"The tonal scheme of Soupir organizes all the elements that punctuate the poem: distintive accompanimentl motives, carefully chosen note durations and melodic contours. The puntuation of a poem is one of the most basic functions of a song setting, in a poem with the gramatical complexity of Soupir it is also one of the most important."
Arthur B. Wenk, Claude Debussy and the Poets, (University of California Press, 1976)

Mariannem Wheeldon, Debussy's "Soupir": An Experiment in Permutational AnalysisPerspectives of New Music, June 22, 2000 .


Kitsch e-cards from Solano's land

Badajoz was one of many Spanish frontier towns, where generations of Portuguese people used to buy Solano caramels. [But I prefer smooth very soft eating creamy toffee instead hard caramels as Solano’s].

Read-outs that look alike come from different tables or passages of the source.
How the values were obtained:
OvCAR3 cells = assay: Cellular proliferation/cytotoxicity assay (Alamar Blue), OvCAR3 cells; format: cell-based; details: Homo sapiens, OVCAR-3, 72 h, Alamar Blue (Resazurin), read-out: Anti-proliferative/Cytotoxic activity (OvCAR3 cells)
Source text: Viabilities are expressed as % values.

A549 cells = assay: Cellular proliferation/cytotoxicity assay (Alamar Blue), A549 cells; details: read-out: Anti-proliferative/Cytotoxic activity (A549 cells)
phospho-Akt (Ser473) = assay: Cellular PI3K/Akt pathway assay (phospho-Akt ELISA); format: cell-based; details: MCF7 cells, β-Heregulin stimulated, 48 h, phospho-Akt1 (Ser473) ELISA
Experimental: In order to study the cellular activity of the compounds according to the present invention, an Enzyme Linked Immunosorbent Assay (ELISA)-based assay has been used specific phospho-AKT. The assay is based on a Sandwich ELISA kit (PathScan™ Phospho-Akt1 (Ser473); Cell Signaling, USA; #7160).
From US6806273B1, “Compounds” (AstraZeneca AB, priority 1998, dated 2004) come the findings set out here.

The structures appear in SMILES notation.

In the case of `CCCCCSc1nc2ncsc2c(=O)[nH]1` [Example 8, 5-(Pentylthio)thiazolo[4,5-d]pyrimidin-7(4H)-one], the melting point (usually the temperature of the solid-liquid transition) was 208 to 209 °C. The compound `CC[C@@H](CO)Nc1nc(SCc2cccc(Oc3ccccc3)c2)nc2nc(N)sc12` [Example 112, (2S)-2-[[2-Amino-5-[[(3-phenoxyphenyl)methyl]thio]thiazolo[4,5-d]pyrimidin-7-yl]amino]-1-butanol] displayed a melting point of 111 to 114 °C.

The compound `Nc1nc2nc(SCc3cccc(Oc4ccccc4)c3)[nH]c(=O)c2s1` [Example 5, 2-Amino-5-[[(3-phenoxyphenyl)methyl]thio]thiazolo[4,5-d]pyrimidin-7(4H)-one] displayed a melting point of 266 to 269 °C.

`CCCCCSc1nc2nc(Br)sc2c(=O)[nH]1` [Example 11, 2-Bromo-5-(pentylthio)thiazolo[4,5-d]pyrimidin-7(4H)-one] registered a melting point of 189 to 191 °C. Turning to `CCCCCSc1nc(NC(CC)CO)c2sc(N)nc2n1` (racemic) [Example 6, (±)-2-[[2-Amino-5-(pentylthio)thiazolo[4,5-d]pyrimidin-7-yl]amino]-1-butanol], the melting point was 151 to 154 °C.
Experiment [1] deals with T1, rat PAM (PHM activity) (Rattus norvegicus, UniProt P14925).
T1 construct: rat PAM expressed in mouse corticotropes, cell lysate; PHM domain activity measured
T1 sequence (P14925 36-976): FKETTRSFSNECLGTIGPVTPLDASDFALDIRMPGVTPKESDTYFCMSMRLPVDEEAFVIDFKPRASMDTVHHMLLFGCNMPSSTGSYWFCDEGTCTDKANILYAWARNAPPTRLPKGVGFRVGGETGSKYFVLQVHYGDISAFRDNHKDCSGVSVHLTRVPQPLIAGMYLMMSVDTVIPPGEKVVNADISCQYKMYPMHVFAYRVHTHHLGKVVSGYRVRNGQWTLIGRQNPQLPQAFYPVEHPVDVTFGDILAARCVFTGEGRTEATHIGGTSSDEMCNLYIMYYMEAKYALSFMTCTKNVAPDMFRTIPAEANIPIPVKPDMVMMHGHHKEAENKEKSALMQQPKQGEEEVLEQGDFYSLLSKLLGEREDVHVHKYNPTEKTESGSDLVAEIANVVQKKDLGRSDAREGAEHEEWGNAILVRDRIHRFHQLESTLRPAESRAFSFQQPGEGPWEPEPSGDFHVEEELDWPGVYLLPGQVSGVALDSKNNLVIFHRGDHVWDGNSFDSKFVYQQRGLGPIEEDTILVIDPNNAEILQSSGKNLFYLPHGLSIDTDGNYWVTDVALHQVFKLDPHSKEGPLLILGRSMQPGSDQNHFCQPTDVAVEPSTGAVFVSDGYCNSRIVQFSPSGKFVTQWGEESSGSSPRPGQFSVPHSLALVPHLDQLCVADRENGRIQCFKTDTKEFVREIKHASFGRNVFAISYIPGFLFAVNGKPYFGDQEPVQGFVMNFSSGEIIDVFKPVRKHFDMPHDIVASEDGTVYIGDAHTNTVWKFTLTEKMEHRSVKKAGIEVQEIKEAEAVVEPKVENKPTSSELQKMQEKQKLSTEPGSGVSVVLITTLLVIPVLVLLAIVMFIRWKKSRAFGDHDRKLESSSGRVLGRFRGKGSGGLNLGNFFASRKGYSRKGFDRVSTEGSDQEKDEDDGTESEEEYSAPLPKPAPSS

The restored square called Plaza Alta ( or Obispo Marín de Rodezno, the oldest square of Badajoz), with tricolor picturesque alleyways and arcades.

After a lot of mint granizado ...


La Emboscada de Villamesías

On the road, 25 kms far from Trujillo, we glimpsed a nice old church ... however the village wasn't so attractive as we presumed ... ugly lamps and electrical cables ...

Iglesia Parroquial de Santo Domingo de Guzmán, Plaza de España, Villamesías

Near Villamesías took place the most important armed confrontation in the province of Cáceres, during the first days of the Civil War: the well-known “battle of Villamesías”. Troops of the Alger Regiment, helped by the Civil Guard and Phalanges of Miajadas and Zorita, faced several columns of republicans commanded by the Ciudad Real Civil Governor. It was the most serious attempt to reconquer the province of Cáceres that the republicans intend during the first attacks of the conflict. The military services formed by workers and farmers, were decimated without compassion in an ambush at Cañada Mariagua. They demonstrated a fervent patriotic ardor, but lacking a minimum of adequate military preparation and fighting against professional troops, its defeat was resounding.


My third visit to Trujillo (4) La Alberca